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Doe-het-zelf zadenbehouders, voor agrobiodiversiteit en onafhankelijkheid.
The Farm Breeding Club Project is designed to bring farmers and researchers together to
share knowledge and seed stock for seed saving and breeding by farmers for farmers. This
project will catalog, preserve and lock into the public domain traditional seed varieties
of plants and food preventing their patenting for private profit. It will also develop a
model in North and South Dakota for empowering farmers to develop and trade seed varieties
that are suited to low input agriculture. This will give farmers an "out" from dependence
upon corporate-controlled seeds by increasing self-reliance and preserving the
biodiversity upon which our food system depends. This project can also strengthen the
growing worldwide network working to conserve biodiversity and to oppose the harmful
effects of genetically modified food and the corporate control of genetic resources.
Van: Wendy Hamilton [SMTP:email@example.com]
> I am writing from World Hunger Year (WHY) in the United States about seed
> saving programs. WHY advances long-term solutions to hunger and poverty by
> supporting community-based organizations which create self-reliance,
> economic justice and food security. The Reinvesting in America Program,
> which I am working on, identifies the most effective of these programs to
> be used as replication models and shares information as a national network
> of over 5,000 grassroots organizations.
> I am looking for different seed saving models in order to do a comparison
> of models in different cultural, geographical and economic situations. I'd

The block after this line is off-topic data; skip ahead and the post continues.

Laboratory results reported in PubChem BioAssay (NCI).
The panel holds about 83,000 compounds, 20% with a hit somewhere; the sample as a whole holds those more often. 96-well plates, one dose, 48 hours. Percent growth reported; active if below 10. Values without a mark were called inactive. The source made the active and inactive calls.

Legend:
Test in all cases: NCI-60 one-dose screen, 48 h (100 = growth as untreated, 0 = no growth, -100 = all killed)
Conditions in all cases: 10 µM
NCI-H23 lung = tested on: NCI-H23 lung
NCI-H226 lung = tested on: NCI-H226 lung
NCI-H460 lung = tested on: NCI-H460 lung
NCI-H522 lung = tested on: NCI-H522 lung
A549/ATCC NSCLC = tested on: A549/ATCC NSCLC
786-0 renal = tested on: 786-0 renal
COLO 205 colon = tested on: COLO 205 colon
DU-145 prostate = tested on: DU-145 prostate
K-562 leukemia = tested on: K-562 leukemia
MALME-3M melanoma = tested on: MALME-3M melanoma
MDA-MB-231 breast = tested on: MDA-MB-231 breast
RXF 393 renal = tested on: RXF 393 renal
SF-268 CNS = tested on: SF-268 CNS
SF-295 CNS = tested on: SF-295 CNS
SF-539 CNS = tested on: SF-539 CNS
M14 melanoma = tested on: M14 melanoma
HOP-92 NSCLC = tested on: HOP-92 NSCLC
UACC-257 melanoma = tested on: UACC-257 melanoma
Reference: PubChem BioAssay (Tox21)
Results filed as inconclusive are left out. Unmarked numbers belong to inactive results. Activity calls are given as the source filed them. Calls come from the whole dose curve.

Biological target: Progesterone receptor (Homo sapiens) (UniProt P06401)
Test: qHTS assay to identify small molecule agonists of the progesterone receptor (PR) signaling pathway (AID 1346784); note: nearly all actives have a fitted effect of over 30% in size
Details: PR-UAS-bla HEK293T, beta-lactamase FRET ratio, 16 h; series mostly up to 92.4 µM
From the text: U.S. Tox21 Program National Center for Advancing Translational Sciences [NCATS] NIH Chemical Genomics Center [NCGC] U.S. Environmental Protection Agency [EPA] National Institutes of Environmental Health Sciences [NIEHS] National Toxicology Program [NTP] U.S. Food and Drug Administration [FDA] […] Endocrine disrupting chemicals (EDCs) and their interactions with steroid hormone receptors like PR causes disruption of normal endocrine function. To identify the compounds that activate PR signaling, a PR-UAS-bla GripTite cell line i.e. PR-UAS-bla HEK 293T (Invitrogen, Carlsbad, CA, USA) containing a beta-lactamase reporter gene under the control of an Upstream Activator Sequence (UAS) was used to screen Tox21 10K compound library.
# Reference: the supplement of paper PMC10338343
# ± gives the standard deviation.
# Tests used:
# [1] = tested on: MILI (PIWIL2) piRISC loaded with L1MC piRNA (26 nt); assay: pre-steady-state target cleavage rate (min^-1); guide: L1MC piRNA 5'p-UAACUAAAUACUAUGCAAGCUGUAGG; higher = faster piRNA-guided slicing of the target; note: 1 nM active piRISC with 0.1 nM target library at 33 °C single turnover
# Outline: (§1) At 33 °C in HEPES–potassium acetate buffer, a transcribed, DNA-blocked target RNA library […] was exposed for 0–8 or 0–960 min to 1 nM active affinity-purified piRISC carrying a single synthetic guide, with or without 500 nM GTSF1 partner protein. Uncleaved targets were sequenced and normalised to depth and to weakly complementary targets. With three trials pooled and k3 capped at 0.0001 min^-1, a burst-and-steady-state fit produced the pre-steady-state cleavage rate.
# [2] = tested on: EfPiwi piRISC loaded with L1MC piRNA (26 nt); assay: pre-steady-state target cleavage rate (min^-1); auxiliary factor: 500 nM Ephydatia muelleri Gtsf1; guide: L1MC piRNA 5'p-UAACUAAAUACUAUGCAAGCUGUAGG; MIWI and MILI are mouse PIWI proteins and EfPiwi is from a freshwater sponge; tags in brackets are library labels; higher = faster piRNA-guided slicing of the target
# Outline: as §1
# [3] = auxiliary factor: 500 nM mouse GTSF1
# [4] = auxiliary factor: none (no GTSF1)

> like to eventually feature these farming models, to show how they can be
> replicated in different places and under different situations, on our web
> site, with the ultimate goal being for each group to learn from and share
> with one another.
> My interest in seed saving programs began with a program of the Northern
> Plains Sustainable Agriculture Society (NPSAS) called the Farm Breeding
> Project. In addition to their work preserving seed varieties, NPSAS also
> promotes local food systems and has created a pooled insurance fund for
> Could you please tell me a bit about your work with seeds, share with me
> the names of any other seed saving groups you know of and suggest any
> questions or concerns that could be important to all seed saving groups?
> I mentioned, I'd like to present a series of groups on our web site with a
> profile that will be based on response to this list of questions. I am
> sending along a description of the three NPSAS projects as well as a
> tentative list of questions which several organizations have helped me put
> together. These organizations include a group in Zimbabwe, 'Participatory
> Ecological Land Use Management' (PELUM) which has initiated the Seed
> Saving Programme, a network of food security groups in Africa, a group in
> Canada, Seeds of Diversity, which is involved in seed rejuvenation and
> documentation and a group from Australia, the Seed Savers Network, which
> gives community seed bank training to government and non-government
> workers, agriculture teachers and lecturers, women's groups and farmers.
> Thank you for your help and please feel free to send this note to any
> groups or individuals that may be interested in these models.
> Kind regards,
> Aldwyn (Wendy) Hamilton
> Program Assistant, Reinvesting in America Program
> World Hunger Year
> 505 Eighth Ave., Suite 2100
> New York, NY 10018
> tel: 212-629-8850, ex. 134
> fax: 212-465-9274
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